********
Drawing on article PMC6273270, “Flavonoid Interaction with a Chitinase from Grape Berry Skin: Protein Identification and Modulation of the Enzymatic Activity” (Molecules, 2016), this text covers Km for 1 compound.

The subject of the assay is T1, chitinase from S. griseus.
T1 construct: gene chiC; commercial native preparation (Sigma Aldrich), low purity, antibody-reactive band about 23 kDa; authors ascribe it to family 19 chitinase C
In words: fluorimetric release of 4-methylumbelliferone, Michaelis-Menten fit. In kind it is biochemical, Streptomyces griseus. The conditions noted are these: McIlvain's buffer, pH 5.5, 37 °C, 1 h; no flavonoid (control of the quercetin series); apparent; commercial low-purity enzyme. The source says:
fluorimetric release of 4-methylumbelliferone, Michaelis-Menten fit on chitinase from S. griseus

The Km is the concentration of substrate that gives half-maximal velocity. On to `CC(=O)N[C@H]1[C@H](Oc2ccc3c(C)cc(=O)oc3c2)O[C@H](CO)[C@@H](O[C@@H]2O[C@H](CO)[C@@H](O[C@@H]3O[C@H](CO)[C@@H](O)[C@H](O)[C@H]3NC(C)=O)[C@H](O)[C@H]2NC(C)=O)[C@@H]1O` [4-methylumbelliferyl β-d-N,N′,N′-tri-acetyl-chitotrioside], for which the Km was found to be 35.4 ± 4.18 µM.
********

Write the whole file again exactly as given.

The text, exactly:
Drawing on article PMC6273270, “Flavonoid Interaction with a Chitinase from Grape Berry Skin: Protein Identification and Modulation of the Enzymatic Activity” (Molecules, 2016), this text covers Km for 1 compound.

The subject of the assay is T1, chitinase from S. griseus.
T1 construct: gene chiC; commercial native preparation (Sigma Aldrich), low purity, antibody-reactive band about 23 kDa; authors ascribe it to family 19 chitinase C
In words: fluorimetric release of 4-methylumbelliferone, Michaelis-Menten fit. In kind it is biochemical, Streptomyces griseus. The conditions noted are these: McIlvain's buffer, pH 5.5, 37 °C, 1 h; no flavonoid (control of the quercetin series); apparent; commercial low-purity enzyme. The source says:
fluorimetric release of 4-methylumbelliferone, Michaelis-Menten fit on chitinase from S. griseus

The Km is the concentration of substrate that gives half-maximal velocity. On to `CC(=O)N[C@H]1[C@H](Oc2ccc3c(C)cc(=O)oc3c2)O[C@H](CO)[C@@H](O[C@@H]2O[C@H](CO)[C@@H](O[C@@H]3O[C@H](CO)[C@@H](O)[C@H](O)[C@H]3NC(C)=O)[C@H](O)[C@H]2NC(C)=O)[C@@H]1O` [4-methylumbelliferyl β-d-N,N′,N′-tri-acetyl-chitotrioside], for which the Km was found to be 35.4 ± 4.18 µM.